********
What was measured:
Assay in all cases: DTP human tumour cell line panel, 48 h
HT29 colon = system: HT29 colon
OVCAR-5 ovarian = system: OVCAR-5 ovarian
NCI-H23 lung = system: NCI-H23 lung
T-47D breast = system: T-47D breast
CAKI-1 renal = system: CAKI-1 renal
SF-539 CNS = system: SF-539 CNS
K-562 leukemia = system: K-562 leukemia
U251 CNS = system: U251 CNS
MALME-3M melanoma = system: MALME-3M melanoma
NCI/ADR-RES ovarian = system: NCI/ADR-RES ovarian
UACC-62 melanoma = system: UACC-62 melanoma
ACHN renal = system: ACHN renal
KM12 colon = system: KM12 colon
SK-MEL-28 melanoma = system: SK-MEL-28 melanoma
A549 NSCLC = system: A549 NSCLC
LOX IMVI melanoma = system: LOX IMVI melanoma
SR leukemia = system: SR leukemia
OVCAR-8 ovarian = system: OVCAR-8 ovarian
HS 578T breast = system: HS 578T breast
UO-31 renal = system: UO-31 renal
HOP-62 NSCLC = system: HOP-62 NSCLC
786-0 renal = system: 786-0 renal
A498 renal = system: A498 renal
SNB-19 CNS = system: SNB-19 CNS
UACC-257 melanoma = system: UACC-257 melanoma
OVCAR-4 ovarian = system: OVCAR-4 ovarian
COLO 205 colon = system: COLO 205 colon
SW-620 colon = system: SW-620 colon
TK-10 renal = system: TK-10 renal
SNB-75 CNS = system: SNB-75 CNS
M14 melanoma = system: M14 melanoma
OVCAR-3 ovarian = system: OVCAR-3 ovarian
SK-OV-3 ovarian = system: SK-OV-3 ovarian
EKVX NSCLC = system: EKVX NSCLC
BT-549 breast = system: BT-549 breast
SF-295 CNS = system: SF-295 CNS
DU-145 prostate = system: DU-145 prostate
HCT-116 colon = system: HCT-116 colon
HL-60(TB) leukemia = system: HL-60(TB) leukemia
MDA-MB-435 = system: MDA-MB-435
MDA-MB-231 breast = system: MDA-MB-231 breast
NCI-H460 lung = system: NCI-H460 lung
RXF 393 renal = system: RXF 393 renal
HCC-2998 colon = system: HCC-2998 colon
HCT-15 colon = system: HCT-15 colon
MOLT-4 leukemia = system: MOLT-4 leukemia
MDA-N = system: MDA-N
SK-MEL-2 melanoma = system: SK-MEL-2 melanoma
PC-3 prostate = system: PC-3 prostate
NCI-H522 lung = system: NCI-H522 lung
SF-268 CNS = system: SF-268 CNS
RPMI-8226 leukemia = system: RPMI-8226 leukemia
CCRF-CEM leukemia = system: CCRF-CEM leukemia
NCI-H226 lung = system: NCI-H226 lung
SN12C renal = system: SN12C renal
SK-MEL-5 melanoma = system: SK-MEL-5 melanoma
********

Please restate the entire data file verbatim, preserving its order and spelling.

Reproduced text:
What was measured:
Assay in all cases: DTP human tumour cell line panel, 48 h
HT29 colon = system: HT29 colon
OVCAR-5 ovarian = system: OVCAR-5 ovarian
NCI-H23 lung = system: NCI-H23 lung
T-47D breast = system: T-47D breast
CAKI-1 renal = system: CAKI-1 renal
SF-539 CNS = system: SF-539 CNS
K-562 leukemia = system: K-562 leukemia
U251 CNS = system: U251 CNS
MALME-3M melanoma = system: MALME-3M melanoma
NCI/ADR-RES ovarian = system: NCI/ADR-RES ovarian
UACC-62 melanoma = system: UACC-62 melanoma
ACHN renal = system: ACHN renal
KM12 colon = system: KM12 colon
SK-MEL-28 melanoma = system: SK-MEL-28 melanoma
A549 NSCLC = system: A549 NSCLC
LOX IMVI melanoma = system: LOX IMVI melanoma
SR leukemia = system: SR leukemia
OVCAR-8 ovarian = system: OVCAR-8 ovarian
HS 578T breast = system: HS 578T breast
UO-31 renal = system: UO-31 renal
HOP-62 NSCLC = system: HOP-62 NSCLC
786-0 renal = system: 786-0 renal
A498 renal = system: A498 renal
SNB-19 CNS = system: SNB-19 CNS
UACC-257 melanoma = system: UACC-257 melanoma
OVCAR-4 ovarian = system: OVCAR-4 ovarian
COLO 205 colon = system: COLO 205 colon
SW-620 colon = system: SW-620 colon
TK-10 renal = system: TK-10 renal
SNB-75 CNS = system: SNB-75 CNS
M14 melanoma = system: M14 melanoma
OVCAR-3 ovarian = system: OVCAR-3 ovarian
SK-OV-3 ovarian = system: SK-OV-3 ovarian
EKVX NSCLC = system: EKVX NSCLC
BT-549 breast = system: BT-549 breast
SF-295 CNS = system: SF-295 CNS
DU-145 prostate = system: DU-145 prostate
HCT-116 colon = system: HCT-116 colon
HL-60(TB) leukemia = system: HL-60(TB) leukemia
MDA-MB-435 = system: MDA-MB-435
MDA-MB-231 breast = system: MDA-MB-231 breast
NCI-H460 lung = system: NCI-H460 lung
RXF 393 renal = system: RXF 393 renal
HCC-2998 colon = system: HCC-2998 colon
HCT-15 colon = system: HCT-15 colon
MOLT-4 leukemia = system: MOLT-4 leukemia
MDA-N = system: MDA-N
SK-MEL-2 melanoma = system: SK-MEL-2 melanoma
PC-3 prostate = system: PC-3 prostate
NCI-H522 lung = system: NCI-H522 lung
SF-268 CNS = system: SF-268 CNS
RPMI-8226 leukemia = system: RPMI-8226 leukemia
CCRF-CEM leukemia = system: CCRF-CEM leukemia
NCI-H226 lung = system: NCI-H226 lung
SN12C renal = system: SN12C renal
SK-MEL-5 melanoma = system: SK-MEL-5 melanoma